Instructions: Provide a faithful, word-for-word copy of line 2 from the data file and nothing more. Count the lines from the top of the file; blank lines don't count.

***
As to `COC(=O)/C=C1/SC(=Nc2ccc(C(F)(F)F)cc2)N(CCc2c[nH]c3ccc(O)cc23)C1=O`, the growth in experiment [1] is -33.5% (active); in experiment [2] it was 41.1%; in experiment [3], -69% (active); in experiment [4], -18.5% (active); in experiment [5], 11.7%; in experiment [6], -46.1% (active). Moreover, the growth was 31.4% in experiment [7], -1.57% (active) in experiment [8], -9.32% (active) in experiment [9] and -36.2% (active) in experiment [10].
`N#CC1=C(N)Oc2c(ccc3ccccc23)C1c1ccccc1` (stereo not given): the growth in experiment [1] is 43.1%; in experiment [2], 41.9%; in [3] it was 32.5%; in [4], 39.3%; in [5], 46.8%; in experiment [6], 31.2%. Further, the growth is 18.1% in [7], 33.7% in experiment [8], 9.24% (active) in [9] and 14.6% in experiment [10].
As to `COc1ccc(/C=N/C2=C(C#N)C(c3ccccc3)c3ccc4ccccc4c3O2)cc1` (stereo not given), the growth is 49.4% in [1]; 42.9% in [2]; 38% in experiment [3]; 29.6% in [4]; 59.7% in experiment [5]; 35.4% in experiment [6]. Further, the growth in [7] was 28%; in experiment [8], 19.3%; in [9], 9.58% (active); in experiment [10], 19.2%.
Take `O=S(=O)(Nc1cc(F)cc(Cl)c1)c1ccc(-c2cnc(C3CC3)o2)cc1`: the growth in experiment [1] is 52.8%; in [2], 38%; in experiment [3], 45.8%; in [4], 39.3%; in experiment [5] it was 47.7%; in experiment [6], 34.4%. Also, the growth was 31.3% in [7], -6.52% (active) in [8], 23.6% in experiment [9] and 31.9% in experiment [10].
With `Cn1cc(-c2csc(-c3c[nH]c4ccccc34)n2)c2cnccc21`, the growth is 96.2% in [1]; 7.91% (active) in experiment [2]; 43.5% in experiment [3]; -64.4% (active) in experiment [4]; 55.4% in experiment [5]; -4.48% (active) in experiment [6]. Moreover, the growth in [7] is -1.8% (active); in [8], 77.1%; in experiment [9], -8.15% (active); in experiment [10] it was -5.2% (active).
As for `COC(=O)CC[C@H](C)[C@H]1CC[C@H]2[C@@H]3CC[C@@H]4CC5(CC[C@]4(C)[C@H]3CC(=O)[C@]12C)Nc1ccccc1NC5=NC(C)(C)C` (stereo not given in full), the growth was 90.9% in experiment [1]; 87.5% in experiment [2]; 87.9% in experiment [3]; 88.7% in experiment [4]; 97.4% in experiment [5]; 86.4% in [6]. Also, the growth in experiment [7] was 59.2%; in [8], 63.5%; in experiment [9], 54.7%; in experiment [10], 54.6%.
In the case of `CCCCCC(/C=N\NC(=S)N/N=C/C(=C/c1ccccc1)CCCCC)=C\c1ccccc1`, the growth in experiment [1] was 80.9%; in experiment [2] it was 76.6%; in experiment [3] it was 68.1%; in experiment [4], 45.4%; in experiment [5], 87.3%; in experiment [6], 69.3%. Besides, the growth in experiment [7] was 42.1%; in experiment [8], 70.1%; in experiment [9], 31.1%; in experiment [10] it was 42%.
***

`N#CC1=C(N)Oc2c(ccc3ccccc23)C1c1ccccc1` (stereo not given): the growth in experiment [1] is 43.1%; in experiment [2], 41.9%; in [3] it was 32.5%; in [4], 39.3%; in [5], 46.8%; in experiment [6], 31.2%. Further, the growth is 18.1% in [7], 33.7% in experiment [8], 9.24% (active) in [9] and 14.6% in experiment [10].